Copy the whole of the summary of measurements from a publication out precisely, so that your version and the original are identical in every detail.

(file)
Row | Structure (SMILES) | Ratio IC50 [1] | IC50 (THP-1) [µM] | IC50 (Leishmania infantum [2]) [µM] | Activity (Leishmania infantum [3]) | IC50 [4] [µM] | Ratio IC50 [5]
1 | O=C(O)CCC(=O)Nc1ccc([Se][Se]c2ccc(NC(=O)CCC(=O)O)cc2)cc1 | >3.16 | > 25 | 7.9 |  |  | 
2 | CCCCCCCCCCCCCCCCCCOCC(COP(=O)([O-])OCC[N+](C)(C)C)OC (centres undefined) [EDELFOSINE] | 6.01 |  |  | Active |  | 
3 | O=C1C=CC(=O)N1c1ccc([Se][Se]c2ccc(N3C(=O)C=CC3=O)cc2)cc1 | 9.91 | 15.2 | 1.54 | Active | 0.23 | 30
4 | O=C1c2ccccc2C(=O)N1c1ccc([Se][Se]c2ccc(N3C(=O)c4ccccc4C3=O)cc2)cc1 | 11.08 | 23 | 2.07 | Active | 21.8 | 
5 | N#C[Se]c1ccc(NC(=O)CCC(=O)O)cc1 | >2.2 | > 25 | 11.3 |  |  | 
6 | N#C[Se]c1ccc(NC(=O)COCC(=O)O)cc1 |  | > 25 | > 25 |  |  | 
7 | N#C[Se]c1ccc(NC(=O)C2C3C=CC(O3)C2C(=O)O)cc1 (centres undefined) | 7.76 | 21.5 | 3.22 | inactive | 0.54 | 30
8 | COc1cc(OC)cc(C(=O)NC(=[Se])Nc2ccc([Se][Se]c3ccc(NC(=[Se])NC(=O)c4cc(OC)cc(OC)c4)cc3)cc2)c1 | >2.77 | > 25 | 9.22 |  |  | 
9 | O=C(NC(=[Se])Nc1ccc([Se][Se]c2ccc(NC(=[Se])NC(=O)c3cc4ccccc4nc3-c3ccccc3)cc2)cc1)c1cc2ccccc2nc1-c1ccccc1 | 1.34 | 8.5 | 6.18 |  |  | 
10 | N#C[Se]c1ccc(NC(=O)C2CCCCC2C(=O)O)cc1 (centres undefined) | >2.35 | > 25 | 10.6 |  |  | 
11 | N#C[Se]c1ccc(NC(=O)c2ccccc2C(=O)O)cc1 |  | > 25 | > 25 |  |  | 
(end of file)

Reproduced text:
Row | Structure (SMILES) | Ratio IC50 [1] | IC50 (THP-1) [µM] | IC50 (Leishmania infantum [2]) [µM] | Activity (Leishmania infantum [3]) | IC50 [4] [µM] | Ratio IC50 [5]
1 | O=C(O)CCC(=O)Nc1ccc([Se][Se]c2ccc(NC(=O)CCC(=O)O)cc2)cc1 | >3.16 | > 25 | 7.9 |  |  | 
2 | CCCCCCCCCCCCCCCCCCOCC(COP(=O)([O-])OCC[N+](C)(C)C)OC (centres undefined) [EDELFOSINE] | 6.01 |  |  | Active |  | 
3 | O=C1C=CC(=O)N1c1ccc([Se][Se]c2ccc(N3C(=O)C=CC3=O)cc2)cc1 | 9.91 | 15.2 | 1.54 | Active | 0.23 | 30
4 | O=C1c2ccccc2C(=O)N1c1ccc([Se][Se]c2ccc(N3C(=O)c4ccccc4C3=O)cc2)cc1 | 11.08 | 23 | 2.07 | Active | 21.8 | 
5 | N#C[Se]c1ccc(NC(=O)CCC(=O)O)cc1 | >2.2 | > 25 | 11.3 |  |  | 
6 | N#C[Se]c1ccc(NC(=O)COCC(=O)O)cc1 |  | > 25 | > 25 |  |  | 
7 | N#C[Se]c1ccc(NC(=O)C2C3C=CC(O3)C2C(=O)O)cc1 (centres undefined) | 7.76 | 21.5 | 3.22 | inactive | 0.54 | 30
8 | COc1cc(OC)cc(C(=O)NC(=[Se])Nc2ccc([Se][Se]c3ccc(NC(=[Se])NC(=O)c4cc(OC)cc(OC)c4)cc3)cc2)c1 | >2.77 | > 25 | 9.22 |  |  | 
9 | O=C(NC(=[Se])Nc1ccc([Se][Se]c2ccc(NC(=[Se])NC(=O)c3cc4ccccc4nc3-c3ccccc3)cc2)cc1)c1cc2ccccc2nc1-c1ccccc1 | 1.34 | 8.5 | 6.18 |  |  | 
10 | N#C[Se]c1ccc(NC(=O)C2CCCCC2C(=O)O)cc1 (centres undefined) | >2.35 | > 25 | 10.6 |  |  | 
11 | N#C[Se]c1ccc(NC(=O)c2ccccc2C(=O)O)cc1 |  | > 25 | > 25 |  |  | 